I wrote about Krokodil about six months ago. It appears this stuff keeps rolling out of C-minus desperate-for-employment chemistry students' labs all over the place, but Europe, especially. And again, I find I'm forced to plaintively ask my fellow psychonauts: Would it kill you to just smoke a fat joint?

It would be tempting to try to tar Obama's crackdown on medical pot with this influx of chemical drug-agents, but at this point it would be a stretch. Although I am pissed at him for going back on his word, and can't imagine a stupider thing to do, or a better way to alienate his base...RANT OVER

To what extent this bathtub chemical meth-like crap is driving this particular Apocalypse, I don't know. And I hadn't known about the guy in New Jersey who recently stabbed himself in the gut 50 times, then threw parts of his own entrails at police...but this stuff is spreading. It's a meme. With legs. Legs severed from a roommate who appeared to be projecting voices into the now-zombie's head. It was at this point the CDC stepped in - I'm still not sure to what extent this was a joke - and assured the Populace they know of no virus or anything else that can reanimate the dead.

The Internet is like anabolic steroids for memes. I'm tempted to say this meme-reality-meme-reality works like a "feedback loop," but you all know I wouldn't stoop to cheap punning. One example of many, illustrating how this meme is taking off, is found HERE..

When did the Zombie Apocalypse start? Experts disagree. Some go Old Skool and trace it back to that whackiest of Biblical books, Revelation of St. John the Divine. For which I give intellectual style points. I will at this point go Day of the Triffids (1962) for now, but certainly, Cracked had a hard line on this back in 2007. That article claims over 16 million views, which is slightly higher than the traffic for the run-of-the-mill Overweening Generalist post. But hey, tap that meme, fellow bloggers!

The Christian anarchist Jacques Ellul, hero of the French Resistance and intellectual influence on both Ted "Unabomber" Kaczynski and Marshall McLuhan, identified the "Beast" in Revelation with the State, but when I read South Florida University anthropologist Elizabeth Bird's analysis of zombies, that they have "no emotional core, no consciousness, no limits...," I couldn't help but think of Dick Cheney, and most of the NeoCons and Business Criminals on Wall Street that presided over the wreckage of Unistat. And I'm now just as confused as ever about what this Zombie Apocalypse means, so any help will be appreciated. I'm guessing this Zombie Apocalypse is some sort of Jungian repression of what the 1% have done to our hopes and dreams...not to mention how dumbed-down so many of us feel that Others have become. But I'm not sure. Please, I need your help figuring this one out. Like a zombie, I need your brains (HA!) to sate my knowledge and help me prepare for the...next Damned Thing that comes along.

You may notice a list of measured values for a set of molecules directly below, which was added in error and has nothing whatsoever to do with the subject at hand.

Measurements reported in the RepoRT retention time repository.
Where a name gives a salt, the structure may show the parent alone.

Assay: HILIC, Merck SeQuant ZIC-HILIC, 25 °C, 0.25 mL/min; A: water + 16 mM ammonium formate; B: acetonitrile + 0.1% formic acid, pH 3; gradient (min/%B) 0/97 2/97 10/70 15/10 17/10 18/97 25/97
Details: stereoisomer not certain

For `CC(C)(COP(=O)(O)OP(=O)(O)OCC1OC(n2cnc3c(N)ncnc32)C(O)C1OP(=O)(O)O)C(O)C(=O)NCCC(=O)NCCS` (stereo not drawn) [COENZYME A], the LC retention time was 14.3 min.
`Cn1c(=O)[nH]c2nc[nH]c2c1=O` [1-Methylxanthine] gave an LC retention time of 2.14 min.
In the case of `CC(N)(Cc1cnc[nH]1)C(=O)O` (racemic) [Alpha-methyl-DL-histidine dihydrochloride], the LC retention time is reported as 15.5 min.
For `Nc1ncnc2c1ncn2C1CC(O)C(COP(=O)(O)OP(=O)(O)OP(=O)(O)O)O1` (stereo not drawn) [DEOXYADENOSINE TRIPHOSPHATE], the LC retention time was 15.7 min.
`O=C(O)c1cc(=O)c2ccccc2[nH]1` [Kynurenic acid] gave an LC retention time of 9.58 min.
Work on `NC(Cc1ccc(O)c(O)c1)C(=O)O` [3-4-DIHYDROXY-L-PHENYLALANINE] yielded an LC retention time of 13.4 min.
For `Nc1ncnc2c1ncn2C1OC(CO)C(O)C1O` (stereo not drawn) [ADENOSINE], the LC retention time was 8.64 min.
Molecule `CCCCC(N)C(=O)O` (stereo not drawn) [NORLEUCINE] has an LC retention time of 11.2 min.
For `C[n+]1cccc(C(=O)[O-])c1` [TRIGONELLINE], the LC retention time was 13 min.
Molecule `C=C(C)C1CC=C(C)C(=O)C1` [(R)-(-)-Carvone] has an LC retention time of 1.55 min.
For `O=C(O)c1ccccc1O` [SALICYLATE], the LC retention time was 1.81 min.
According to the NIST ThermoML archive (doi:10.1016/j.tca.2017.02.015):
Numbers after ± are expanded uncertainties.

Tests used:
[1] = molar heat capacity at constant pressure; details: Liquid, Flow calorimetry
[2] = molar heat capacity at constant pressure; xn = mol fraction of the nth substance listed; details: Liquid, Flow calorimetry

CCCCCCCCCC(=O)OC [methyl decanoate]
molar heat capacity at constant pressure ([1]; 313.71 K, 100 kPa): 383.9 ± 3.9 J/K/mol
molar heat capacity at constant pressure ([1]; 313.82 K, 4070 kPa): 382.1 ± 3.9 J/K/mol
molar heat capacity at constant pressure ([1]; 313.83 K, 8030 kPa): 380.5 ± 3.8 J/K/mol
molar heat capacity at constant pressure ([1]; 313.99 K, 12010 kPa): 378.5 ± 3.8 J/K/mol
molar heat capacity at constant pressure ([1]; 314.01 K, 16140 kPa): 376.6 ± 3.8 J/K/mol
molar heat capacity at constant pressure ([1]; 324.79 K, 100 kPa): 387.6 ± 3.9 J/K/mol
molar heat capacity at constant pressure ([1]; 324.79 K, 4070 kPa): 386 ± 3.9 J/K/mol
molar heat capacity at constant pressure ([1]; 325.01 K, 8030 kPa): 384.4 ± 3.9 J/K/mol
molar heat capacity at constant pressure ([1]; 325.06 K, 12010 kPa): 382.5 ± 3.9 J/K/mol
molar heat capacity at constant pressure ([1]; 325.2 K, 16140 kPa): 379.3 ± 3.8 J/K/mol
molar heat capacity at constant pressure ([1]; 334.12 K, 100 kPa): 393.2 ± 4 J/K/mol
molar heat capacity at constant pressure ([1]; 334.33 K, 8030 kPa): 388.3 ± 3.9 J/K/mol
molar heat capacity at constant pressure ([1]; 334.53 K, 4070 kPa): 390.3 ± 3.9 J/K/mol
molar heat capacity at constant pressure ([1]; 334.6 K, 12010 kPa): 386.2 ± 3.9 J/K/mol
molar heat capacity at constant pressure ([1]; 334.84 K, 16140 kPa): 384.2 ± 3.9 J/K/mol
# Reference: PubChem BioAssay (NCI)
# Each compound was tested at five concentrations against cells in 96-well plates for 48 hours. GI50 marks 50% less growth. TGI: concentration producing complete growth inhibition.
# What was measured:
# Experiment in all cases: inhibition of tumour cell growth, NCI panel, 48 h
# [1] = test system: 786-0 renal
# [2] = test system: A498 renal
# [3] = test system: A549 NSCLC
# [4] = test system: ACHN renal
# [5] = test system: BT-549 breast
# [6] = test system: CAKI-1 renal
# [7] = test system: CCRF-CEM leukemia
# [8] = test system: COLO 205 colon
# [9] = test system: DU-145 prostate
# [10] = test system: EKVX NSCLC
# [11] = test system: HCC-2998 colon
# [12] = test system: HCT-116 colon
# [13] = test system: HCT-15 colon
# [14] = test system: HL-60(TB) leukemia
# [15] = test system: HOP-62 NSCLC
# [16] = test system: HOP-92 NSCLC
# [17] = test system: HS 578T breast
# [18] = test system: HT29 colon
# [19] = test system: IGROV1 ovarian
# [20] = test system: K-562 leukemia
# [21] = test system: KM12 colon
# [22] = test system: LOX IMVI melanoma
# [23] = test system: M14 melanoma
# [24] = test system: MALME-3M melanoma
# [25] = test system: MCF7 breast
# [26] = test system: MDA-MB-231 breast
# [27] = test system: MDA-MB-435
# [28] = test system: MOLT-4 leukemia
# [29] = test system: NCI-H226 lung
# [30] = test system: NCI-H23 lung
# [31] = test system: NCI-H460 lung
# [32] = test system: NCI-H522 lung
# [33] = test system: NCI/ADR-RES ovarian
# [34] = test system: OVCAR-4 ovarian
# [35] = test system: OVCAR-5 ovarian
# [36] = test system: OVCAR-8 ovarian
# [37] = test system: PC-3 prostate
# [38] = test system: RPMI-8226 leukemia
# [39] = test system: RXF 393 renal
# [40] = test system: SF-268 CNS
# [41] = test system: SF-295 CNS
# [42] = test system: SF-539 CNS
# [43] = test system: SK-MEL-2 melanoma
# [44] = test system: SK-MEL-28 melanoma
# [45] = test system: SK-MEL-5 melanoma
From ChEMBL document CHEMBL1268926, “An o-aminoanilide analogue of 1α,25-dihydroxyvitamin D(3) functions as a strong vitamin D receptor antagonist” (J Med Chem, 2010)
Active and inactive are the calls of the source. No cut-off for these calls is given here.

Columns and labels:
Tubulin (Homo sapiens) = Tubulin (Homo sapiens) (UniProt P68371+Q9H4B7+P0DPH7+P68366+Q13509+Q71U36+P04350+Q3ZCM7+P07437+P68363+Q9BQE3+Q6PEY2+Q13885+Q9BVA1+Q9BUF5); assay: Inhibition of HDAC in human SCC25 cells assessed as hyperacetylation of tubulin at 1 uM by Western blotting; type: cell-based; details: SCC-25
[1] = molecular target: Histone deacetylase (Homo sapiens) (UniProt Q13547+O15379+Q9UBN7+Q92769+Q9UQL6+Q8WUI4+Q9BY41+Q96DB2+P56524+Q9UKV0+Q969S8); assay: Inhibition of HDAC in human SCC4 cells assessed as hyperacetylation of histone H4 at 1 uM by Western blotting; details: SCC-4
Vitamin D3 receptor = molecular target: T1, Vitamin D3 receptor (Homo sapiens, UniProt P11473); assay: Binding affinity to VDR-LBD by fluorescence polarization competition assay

The only thing I'll have to say about "cultural neurosemantics" vis a vis this Zombie Apocalypse will be found in the above paragraph. Please consider it before consigning my bullshit to the "typical OG nonsense" bin.

Not that you'd asked, but I'd previously written on other Apocalyptic imaginings HERE.

My Undead Zombie Apocalypse All-Star Dream Team:
                                                      Dahmer, Jeffrey
                                                        Bundy, Ted
                                                          Gein, Ed
                                                      Manson, Charlie
                                                         Gacy, John Wayne
                                            Albert Fish, batting "cleanup"

If I've forgotten anyone, I apologize. I hate to make anyone feel "left out." I now notice I got six guys, so it's a hockey team, no cleanup hitter needed. Let's call Fish the "goalie"? - OG


Eric Wagner said...